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Polite society’ gets nasty

Applauding Lennox Lewis' defeat of bad man Mike Tyson just isn't good sport.

Ray Crowley

Topics Politics

This is a bit of random text from Kyle to test the new global option to add a message at the top of every article. This bit is linked somewhere.

For a boxing match to step out of the shadows of England’s victory over Argentina in the World Cup, it had to be a big fight.

What fight could be bigger than battle of the heavyweights – Britain’s own Lennox Lewis v ‘Iron Mike’ Tyson, the self-proclaimed Baddest Man On The Planet?

But was it a good fight? And was it good for boxing?

Mike Tyson, of course, is not just famous for his boxing ability. He is infamous, even among those who have no interest in boxing, for being a convicted rapist, for biting off part of Evander Holyfield’s ear in the ring, and for his out-of-the-ring attack on Lennox Lewis at a press conference earlier this year. Tyson is so mighty a devil, even Keyser Soze is scared of him.

Even minus Tyson, boxing has a history of bad press – it has been portrayed as a bloodthirsty spectacle, its fighters as mindless thugs. While there is no denying that boxing is violent, it is also an incredibly exciting and skilful sport, requiring contestants to be athletic, trained and dedicated.

Some argued that allowing Tyson to continue to fight after his misdemeanours was bad for boxing. I would say that the recent rejoicing in his battering has been far more damning.

‘The morality tale took its course. Lennox Lewis, polite society’s instrument of vengeance, savaged Mike Tyson’, wrote Matthew Engel in the UK Guardian (1). How polite are members of society who revel in someone else punching the face of their hate figure? The vicarious pleasure of many who applauded Tyson’s defeat embodies much that the sport is criticised for. But because he’s a bad man, we’ll overlook that, shall we?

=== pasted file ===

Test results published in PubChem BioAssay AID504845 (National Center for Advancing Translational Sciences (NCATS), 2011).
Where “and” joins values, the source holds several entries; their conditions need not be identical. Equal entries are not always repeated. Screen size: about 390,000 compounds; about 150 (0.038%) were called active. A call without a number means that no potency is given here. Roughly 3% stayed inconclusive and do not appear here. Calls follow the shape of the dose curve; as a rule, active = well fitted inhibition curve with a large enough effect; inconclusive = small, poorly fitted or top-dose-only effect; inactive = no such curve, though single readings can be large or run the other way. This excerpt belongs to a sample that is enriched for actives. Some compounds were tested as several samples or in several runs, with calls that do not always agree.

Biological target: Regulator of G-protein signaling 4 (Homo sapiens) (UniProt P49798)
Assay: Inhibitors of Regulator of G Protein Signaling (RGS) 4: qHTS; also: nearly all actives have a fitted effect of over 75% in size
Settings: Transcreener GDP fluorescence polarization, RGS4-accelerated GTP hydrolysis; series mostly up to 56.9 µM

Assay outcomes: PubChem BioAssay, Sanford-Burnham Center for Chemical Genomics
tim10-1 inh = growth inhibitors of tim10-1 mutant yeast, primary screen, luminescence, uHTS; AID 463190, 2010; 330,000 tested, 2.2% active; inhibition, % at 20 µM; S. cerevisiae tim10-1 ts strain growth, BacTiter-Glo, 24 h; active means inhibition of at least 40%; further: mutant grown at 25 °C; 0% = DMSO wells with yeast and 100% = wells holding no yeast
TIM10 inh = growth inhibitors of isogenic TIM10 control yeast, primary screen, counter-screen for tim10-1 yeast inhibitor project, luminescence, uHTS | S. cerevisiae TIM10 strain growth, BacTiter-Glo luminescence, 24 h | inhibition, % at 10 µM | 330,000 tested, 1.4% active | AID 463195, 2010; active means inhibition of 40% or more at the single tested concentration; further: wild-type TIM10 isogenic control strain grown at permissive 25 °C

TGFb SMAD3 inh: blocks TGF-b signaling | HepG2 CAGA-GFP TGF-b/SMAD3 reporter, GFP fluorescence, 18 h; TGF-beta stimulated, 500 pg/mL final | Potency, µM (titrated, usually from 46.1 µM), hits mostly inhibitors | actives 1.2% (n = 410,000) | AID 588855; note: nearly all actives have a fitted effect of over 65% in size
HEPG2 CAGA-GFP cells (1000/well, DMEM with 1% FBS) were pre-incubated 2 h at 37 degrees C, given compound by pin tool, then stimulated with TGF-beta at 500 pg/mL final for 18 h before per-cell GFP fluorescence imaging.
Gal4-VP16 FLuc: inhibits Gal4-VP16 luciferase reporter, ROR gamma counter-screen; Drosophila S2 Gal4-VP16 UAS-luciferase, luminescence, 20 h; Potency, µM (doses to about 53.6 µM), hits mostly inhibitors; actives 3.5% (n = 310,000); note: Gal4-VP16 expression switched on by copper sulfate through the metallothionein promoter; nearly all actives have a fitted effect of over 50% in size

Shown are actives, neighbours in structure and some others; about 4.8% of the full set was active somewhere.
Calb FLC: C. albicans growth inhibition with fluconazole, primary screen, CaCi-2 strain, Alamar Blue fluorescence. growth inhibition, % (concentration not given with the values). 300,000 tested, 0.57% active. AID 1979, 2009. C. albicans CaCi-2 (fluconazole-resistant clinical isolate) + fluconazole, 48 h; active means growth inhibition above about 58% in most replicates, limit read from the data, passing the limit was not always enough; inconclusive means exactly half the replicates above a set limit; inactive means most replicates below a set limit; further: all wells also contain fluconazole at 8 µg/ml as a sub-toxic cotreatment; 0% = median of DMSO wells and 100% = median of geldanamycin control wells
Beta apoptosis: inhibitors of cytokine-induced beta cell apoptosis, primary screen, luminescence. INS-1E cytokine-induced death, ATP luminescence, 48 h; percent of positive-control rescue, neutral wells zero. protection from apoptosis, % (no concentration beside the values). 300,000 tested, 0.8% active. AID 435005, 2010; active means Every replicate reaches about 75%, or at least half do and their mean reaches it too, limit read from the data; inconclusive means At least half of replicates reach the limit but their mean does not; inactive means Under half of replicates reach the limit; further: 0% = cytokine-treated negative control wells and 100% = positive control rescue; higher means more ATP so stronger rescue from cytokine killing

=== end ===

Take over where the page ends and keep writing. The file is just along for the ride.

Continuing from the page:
It is one thing to applaud the best man winning a well-matched hard-fought battle, but this fight was hardly a contest. Tyson landed only 49 punches during the eight rounds, compared to Lewis’ 193. Tyson was, by many people’s admission, a boxer past his best who turned out to be ‘a shot-to-pieces has-been’ (2).

Had Argentina been a bad football team, and had Argentina not possessed half the skill they used to knock England out of the previous World Cup, then England’s victory last Friday would not have been nearly so cathartic. It was only because Argentina were worthy opponents that English fans could all fall out of the pubs overjoyed.

We are told that ‘boxing got the result that was right for its conscience’ last Saturday (3). But I would have to seriously check my own conscience if it were me jeering ‘he may still be a threat in taxis, hotel rooms and other confined spaces, but this marks the end of Tyson as a serious sportsman’ (4). As for the morality contest, it is worth noting that the fouls were committed by noble man Lewis – who used his elbows and then his weight advantage to lean on his inferior opponent and force him down.

I imagine that true fans of boxing want to watch fights that, although brutal, are also majestic and technically masterful – or at least good beat-‘em-ups, rather than echoes of kids standing around in the playground yelping while the school bully has his hair pulled.

Read on:

Misogynist in the woodpile, by Mick Hume, Spectator, 9 February 2002

spiked-issue: Sport

(1) Nowhere to run, nowhere to hide for Mike Tyson, Guardian, 10 June 2002

(2) ‘Lewis stakes claim to be the greatest’, Owen Slot, The Times, 10 June 2002

(3) ‘Lewis stakes claim to be the greatest’, Owen Slot, The Times, 10 June 2002

(4) Nowhere to run, nowhere to hide for Mike Tyson, Guardian, 10 June 2002

To enquire about republishing spiked’s content, a right to reply or to request a correction, please contact the managing editor, Viv Regan.

Topics Politics

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